Tuesday, November 18, 2014

Lucky To Be Alive?

I was watching my cousins dipping their feet into the water from a set of steps leading into the park’s lake. I wanted to join them. I was seven years old at a family reunion. When I stepped down from the pier I slipped. Then everything went black. The next thing I remembered was my Dad carrying me back to the car slapping my back as I spit out water from my lungs.

Apparently my older sister saw me go under and screamed until a cousin, swimming nearby, saw a tuft of hair sticking out of the water and pulled me to safety. I was told that the older cousin who saved my life had pulled me out by my that little tuft of hair. I am lucky to be alive.

Many years later, a younger sibling about the same age as I was, slipped into the water of a lake at a church reunion. She had been on a hand-pushed merry-go-round with some other children and got very dizzy. She wondered off to a pier on the lake where a combination of her wooziness and the swirling water of a drain in the man-made lake made her slip into the water.

The same older sister, now a teenager, screamed as our Dad, in a row boat, rowed as fast as he could while encouraging her to pull her sister out. Like me, my younger sister went black. The next thing she remembered was our Dad pounding her on her back while spitting out water from her lungs. The sister who rescued her said she pulled her out by her hair. She is lucky to be alive.

Sharon and I at a recent book signing event.
The stories are eerily similar. That younger sibling, Sharon Clymer Landis, is the co-author of our book The Spacious Heart. The screaming sister, Jeanette Clymer Bueno, recently brought this parallel life event to our attention when she posted on Facebook:

“I have no idea why this came to me in my time of meditation and prayer the other day. Just like that it floated up in my spirit—the realization that I had a major hand in saving these exact two siblings—in separate instances—from an accidental drowning death in different but deep man-made lakes. And now these two lives have converged in a shared story that is reaching the world over. I’m still pondering and reflecting on the possible significance of this. If you feel like your faith is ‘drowning’ in a high tide of cultural shift, their book, The Spacious Heart, is for you.”

I deliberately used the word “lucky” to describe our being alive today. But was luck involved, or was it the hand of God? Did God save us for a purpose? And was that purpose to have us write a book together? Did the brush with death develop a longing in our souls to search more deeply, to ponder the mysteries of life more deliberately, to experience God in more profound ways?

Indeed, except for the near drowning incident, our lives couldn’t have been more different. She is female, I am male. She is an introvert, I am an extrovert. She is reserved and quiet, I am loud and boisterous. She spent her adult life on the same farm, I have lived in four states and four different countries. She shuns public or private attention. I love the limelight.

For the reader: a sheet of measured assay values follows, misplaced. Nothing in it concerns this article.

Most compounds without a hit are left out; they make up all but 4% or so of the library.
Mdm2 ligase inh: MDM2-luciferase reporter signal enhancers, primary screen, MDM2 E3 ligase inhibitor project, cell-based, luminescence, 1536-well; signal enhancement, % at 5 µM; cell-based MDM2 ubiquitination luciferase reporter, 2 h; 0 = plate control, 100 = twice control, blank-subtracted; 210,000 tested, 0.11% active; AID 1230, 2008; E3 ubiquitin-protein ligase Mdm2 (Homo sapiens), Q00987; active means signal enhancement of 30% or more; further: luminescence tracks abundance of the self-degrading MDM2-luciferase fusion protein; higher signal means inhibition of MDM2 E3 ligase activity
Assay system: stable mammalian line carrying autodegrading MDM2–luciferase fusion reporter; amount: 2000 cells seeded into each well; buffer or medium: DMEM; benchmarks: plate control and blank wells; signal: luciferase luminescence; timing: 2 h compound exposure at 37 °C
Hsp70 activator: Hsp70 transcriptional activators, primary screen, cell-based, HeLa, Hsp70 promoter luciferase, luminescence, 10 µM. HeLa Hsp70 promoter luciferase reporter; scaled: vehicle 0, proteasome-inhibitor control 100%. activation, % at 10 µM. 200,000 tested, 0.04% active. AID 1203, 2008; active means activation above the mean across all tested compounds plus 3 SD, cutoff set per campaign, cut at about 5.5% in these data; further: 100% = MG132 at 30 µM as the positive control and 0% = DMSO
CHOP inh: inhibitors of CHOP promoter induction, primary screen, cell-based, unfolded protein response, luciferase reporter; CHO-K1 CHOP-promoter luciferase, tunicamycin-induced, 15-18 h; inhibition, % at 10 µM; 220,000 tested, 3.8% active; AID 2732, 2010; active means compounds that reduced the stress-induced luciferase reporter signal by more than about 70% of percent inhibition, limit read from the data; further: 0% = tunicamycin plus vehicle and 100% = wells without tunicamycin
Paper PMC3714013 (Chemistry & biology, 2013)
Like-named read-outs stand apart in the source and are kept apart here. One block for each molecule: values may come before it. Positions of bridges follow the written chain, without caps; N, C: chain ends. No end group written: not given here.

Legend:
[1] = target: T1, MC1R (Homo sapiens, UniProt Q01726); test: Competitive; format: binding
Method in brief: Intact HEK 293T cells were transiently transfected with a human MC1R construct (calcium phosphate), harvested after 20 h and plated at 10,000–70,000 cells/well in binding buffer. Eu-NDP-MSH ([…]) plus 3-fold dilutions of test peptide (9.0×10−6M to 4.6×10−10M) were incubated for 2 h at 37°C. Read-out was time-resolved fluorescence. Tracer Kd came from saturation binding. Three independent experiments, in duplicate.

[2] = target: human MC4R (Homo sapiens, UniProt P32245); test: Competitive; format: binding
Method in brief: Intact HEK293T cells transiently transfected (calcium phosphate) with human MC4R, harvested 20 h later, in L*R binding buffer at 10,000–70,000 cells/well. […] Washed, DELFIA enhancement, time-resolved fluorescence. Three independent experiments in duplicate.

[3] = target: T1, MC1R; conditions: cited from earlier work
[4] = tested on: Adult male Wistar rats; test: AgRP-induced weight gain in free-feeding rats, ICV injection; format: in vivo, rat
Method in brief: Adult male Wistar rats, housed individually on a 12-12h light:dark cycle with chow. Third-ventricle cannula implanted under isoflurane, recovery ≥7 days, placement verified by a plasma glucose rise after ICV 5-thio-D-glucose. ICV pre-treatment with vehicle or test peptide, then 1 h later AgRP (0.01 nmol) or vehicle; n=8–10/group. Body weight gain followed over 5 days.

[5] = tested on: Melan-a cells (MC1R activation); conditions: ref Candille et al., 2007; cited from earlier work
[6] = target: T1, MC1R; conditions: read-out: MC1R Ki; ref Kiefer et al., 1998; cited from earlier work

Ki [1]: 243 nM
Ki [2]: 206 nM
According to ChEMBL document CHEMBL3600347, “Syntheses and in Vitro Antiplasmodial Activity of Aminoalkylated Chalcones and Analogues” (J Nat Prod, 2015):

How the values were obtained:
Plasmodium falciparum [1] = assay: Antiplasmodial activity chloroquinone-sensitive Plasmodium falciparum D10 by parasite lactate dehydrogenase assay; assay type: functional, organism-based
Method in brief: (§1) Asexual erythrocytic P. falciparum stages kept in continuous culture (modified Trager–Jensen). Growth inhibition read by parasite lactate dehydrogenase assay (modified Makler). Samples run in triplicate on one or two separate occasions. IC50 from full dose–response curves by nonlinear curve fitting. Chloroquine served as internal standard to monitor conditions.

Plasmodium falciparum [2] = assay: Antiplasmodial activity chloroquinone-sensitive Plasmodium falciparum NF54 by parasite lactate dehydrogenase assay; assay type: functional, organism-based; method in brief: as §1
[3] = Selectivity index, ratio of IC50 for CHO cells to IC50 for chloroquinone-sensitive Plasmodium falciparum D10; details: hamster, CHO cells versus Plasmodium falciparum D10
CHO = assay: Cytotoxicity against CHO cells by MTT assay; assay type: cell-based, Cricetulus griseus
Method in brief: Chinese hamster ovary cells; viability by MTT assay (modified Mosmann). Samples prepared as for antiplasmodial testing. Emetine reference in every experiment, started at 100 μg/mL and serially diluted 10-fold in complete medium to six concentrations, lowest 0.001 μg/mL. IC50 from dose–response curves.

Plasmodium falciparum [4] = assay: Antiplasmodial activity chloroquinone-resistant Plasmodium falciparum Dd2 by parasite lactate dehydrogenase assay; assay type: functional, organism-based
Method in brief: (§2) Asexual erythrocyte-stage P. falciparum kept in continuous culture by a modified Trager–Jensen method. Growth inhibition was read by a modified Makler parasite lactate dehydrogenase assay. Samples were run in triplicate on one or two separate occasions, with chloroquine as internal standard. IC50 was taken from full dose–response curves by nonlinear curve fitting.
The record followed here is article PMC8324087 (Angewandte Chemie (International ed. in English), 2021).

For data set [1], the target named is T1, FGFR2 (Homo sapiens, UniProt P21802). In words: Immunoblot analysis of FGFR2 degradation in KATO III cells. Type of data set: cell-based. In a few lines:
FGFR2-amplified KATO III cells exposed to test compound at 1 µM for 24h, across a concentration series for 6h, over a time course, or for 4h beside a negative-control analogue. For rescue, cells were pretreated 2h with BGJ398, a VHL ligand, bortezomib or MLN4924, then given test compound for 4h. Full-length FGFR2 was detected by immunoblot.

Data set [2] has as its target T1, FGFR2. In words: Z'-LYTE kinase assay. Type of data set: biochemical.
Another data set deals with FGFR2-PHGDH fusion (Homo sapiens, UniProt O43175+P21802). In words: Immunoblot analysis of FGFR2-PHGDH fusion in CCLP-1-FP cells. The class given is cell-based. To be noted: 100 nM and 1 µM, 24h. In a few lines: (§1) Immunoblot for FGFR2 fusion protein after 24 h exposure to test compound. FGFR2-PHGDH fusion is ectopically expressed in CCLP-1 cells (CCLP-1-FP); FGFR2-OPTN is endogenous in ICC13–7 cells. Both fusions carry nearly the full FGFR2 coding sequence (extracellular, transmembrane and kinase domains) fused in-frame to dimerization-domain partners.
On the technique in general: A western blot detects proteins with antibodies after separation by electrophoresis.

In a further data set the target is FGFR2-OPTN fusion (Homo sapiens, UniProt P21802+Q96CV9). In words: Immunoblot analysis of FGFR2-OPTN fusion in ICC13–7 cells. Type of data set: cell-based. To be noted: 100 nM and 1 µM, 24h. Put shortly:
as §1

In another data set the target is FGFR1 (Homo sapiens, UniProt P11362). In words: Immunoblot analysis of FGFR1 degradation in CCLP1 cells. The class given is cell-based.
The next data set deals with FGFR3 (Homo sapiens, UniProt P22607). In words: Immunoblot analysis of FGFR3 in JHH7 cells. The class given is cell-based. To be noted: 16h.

Carl Jung, the Swiss psychiatrist, says there is no such thing as a coincidence. When events seem coincidental, like our near drowning, Jung would see it as part of a universal collective unconscious connection. I call it a God moment.

From what is seemingly divergent experiences and personalities, Sharon’s and my lives have converged in a search for an experience of God beyond the typical religious forms and practices. This convergence produced a book. Is that a coincidence or a God moment?

Are we lucky to be alive? Yes. But we are also using that “coincidence” to proclaim the wonder and mysteries of God. Although I was completely unconscious of the synchronicity (Jung’s word for coincidence) until my sister Jeanette pointed it out, I believe that the near drowning played a direct role in bringing Sharon’s and my divergent lives together to produce a book.

Sunday, November 2, 2014

United by Silence

Early morning rays were beginning to filter into the small chapel at the Jesuit Retreat Center. There were about 40 chairs crammed into a small space, half of the facing chairs split by an aisle leading to a small altar at the front of the chapel. As I entered, the room was already full. I had to scramble over several people to find a space to sit. I was there to do twenty minutes (or was it thirty?) of centering prayer.

Jesuit Center, Wernersville, Pa.
I was attending a silent retreat that was put on by Kairos School for Spiritual Formation, Lancaster, Pa. The Jesuit Center, where Kairos held the retreat, is in Wernersville, Pa. Every nook and cranny of the retreat center is an invitation to be present to the Other. Not only inside the building, but the woods, pond and gardens nestled in the rolling hills of eastern Pennsylvania invite the visitor to prayer and contemplation.